Geological time and the age of rocks

The term ‘geological time’ refers to the interval of time represented by the history of the Earth, from its formation to the present day. Events in the Earth’s history, such as the deposition of sediments, eruptions of volcanoes, or the evolution and extinction of animals and plants, are interpreted by geologists from the records they have left in sequences of rocks. Geologists may refer to the age of rocks either by their absolute or numerical age (ranging from thousands to billions of years), or by a relative age (named episodes in Earth history, similar to the way in which historians refer to periods such as the Ming dynasty).

Numerical age: how old is the Earth?

The question of the age of the Earth has interested humans from at least the time of the ancient Egyptians. Some cultures, such as the Hindus, considered the Earth to be thousands of millions of years old. Early in the 17th century, Irish Anglican Archbishop James Ussher made a calculation, based on a literal interpretation of the Bible, that the Earth was created in the year 4004 BC. Until the mid 19th century, this led most Christians to believe that the Earth was only few thousand years old. In the late 18th and early 19th centuries the science of geology became established, and geologists studying the extremely slow rates at which sediments were deposited and rocks eroded realised that the Earth must be millions or even hundreds of millions of years old.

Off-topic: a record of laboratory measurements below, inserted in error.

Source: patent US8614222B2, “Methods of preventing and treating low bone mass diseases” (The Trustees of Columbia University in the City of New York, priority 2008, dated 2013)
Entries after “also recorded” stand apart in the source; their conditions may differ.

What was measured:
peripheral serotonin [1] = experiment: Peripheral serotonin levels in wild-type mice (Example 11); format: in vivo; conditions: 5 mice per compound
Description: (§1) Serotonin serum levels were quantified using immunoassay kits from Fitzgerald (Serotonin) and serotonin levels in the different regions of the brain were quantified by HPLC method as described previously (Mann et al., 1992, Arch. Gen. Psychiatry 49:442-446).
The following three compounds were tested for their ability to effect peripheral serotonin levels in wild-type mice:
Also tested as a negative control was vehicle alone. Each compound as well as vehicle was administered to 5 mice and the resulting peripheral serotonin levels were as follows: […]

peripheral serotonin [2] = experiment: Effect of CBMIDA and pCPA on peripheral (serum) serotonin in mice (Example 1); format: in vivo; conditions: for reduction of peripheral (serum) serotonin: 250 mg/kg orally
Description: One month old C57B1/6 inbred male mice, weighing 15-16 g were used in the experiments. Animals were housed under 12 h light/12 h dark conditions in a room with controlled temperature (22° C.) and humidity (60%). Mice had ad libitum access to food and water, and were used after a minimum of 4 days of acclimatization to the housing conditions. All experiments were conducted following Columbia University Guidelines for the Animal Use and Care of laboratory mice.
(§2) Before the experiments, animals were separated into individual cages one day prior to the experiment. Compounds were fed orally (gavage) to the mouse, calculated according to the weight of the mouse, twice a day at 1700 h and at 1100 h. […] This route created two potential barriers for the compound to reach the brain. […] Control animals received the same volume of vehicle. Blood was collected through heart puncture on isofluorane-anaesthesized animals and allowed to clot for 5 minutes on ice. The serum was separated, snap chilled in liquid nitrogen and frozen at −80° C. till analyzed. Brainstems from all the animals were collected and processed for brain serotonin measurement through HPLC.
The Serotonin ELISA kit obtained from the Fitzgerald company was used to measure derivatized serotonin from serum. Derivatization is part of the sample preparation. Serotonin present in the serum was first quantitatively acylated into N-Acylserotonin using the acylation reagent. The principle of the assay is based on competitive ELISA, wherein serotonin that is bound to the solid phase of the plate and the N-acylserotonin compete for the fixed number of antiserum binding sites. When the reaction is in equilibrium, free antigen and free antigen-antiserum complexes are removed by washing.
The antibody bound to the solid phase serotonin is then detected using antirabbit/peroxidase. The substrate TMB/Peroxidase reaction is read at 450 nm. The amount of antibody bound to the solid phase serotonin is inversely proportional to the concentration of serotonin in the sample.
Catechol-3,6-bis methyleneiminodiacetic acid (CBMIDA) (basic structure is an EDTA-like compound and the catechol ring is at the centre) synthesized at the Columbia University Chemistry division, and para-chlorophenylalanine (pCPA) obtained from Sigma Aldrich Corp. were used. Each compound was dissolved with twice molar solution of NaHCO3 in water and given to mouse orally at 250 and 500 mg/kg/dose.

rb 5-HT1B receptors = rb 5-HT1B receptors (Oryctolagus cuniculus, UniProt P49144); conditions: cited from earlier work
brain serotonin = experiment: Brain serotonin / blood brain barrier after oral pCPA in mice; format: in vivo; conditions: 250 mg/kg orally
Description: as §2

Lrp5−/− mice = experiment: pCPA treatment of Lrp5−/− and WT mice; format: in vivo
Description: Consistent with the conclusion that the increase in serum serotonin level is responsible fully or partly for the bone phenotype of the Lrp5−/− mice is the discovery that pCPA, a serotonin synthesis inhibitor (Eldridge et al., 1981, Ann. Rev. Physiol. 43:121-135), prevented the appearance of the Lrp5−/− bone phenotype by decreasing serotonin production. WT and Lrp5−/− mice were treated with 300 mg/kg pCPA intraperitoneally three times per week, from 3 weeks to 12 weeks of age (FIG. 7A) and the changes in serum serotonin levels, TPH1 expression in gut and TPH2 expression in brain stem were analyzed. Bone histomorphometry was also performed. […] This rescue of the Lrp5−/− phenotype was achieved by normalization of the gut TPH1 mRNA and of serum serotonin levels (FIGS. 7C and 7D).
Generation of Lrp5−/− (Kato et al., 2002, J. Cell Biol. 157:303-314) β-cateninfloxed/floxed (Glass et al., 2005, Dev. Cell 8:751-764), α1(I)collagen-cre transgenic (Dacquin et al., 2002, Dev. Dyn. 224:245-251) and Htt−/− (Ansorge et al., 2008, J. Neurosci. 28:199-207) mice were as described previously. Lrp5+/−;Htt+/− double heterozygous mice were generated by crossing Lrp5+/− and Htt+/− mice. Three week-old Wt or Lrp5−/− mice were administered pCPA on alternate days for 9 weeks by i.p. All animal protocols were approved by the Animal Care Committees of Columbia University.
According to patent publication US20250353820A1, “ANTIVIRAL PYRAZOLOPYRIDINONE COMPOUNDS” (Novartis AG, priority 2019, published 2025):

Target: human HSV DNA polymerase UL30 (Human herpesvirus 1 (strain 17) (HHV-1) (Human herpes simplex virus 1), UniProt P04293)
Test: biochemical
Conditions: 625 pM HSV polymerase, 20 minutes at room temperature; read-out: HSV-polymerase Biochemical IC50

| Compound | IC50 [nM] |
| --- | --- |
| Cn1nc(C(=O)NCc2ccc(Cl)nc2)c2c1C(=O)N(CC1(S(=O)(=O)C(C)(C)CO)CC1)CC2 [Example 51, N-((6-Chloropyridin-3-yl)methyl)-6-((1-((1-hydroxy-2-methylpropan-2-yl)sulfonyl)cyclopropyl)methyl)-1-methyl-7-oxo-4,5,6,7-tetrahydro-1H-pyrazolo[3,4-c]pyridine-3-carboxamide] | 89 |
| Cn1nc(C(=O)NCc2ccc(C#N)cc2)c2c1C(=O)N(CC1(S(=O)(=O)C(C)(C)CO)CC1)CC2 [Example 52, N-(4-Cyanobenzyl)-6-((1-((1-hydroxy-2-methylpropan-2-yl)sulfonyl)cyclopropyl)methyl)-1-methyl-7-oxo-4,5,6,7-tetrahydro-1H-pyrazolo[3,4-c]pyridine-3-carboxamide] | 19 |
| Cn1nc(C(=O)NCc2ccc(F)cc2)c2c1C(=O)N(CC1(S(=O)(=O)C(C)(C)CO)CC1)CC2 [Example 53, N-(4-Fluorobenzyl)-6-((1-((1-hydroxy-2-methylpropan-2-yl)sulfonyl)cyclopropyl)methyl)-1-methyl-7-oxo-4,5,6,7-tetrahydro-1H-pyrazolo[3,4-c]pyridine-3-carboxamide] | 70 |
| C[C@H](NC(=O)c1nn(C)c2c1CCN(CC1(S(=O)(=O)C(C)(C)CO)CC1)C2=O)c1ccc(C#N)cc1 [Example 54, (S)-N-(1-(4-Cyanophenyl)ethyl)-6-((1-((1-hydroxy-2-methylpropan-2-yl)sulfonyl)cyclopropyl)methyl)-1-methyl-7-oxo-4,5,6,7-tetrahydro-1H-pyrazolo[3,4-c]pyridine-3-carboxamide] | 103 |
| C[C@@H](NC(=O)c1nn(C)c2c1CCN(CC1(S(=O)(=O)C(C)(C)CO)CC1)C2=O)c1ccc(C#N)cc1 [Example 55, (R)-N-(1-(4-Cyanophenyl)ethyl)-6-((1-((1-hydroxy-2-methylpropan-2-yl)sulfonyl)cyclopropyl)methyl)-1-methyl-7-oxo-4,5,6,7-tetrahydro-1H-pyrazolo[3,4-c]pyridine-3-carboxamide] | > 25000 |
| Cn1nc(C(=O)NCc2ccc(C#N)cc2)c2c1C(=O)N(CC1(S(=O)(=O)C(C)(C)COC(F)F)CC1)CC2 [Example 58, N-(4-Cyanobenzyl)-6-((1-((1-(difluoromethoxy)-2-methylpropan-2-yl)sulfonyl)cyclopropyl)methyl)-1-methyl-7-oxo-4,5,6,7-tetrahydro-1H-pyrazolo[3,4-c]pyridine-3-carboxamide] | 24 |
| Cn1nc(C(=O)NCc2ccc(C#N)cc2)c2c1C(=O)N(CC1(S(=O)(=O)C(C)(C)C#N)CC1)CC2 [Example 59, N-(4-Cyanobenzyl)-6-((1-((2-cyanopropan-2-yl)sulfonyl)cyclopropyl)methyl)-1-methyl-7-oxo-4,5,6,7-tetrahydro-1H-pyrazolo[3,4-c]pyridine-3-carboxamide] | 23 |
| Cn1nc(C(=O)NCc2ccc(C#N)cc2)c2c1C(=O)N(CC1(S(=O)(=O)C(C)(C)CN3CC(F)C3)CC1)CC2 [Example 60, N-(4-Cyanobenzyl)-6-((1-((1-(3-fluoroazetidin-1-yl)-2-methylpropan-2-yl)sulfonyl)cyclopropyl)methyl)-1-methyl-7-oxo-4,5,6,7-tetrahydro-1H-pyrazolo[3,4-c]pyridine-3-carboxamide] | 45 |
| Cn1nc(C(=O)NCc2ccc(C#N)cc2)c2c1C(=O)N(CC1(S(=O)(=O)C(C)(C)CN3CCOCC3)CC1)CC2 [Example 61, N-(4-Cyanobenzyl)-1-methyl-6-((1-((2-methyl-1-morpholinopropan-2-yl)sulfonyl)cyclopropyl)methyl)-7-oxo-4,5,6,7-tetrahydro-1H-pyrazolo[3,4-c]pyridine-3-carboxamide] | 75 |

In 1897 the English physicist Lord Kelvin suggested that the Earth was 20 to 40 million years old, based on a calculation of the time taken for it to cool from a molten sphere. His estimate was shown to be wrong when it was discovered that radioactive decay generated heat within the Earth, so that the Earth must have taken much longer to cool and therefore had to be much older. In the 20th century it was discovered that the rate of decay of each radioactive element is constant, so that it can be used as a geological ‘clock’. Using this technique, called radiometric dating, geologists have determined the age of meteorites, which are believed to have been formed at the same time as the Earth. The age of the Earth is now estimated to be about 4700 million (4.7 billion) years.

Relative age and the geological time scale

The relative geological time scale was established during the 19th century in Europe, where geologists observed that rock sequences in certain areas were characterised by distinctive assemblages of fossils. These sequences were given names based either on the areas where they were first recognised (for example, Devonian after the English county of Devonshire), or on the distinctive nature of the rocks (for example, Carboniferous after the extensive coal deposits)

It soon became clear that similar rock sequences containing the same fossils could be recognised in widely separated areas, and the same name was applied to those sequences wherever they occurred in the world. Because younger rocks are laid down on top of existing, older deposits (geologists call this the principle of superposition), it was possible to determine the relative ages of the sequences by observing which ones lay above or below others in the same area. In this way, rock deposits from around the world representing intervals of time could be arranged in a single sequence, from oldest to youngest. This sequence is called the geological time scale, which is shown in the chart on the following page.

Chart of 'The Geological Time Scale'

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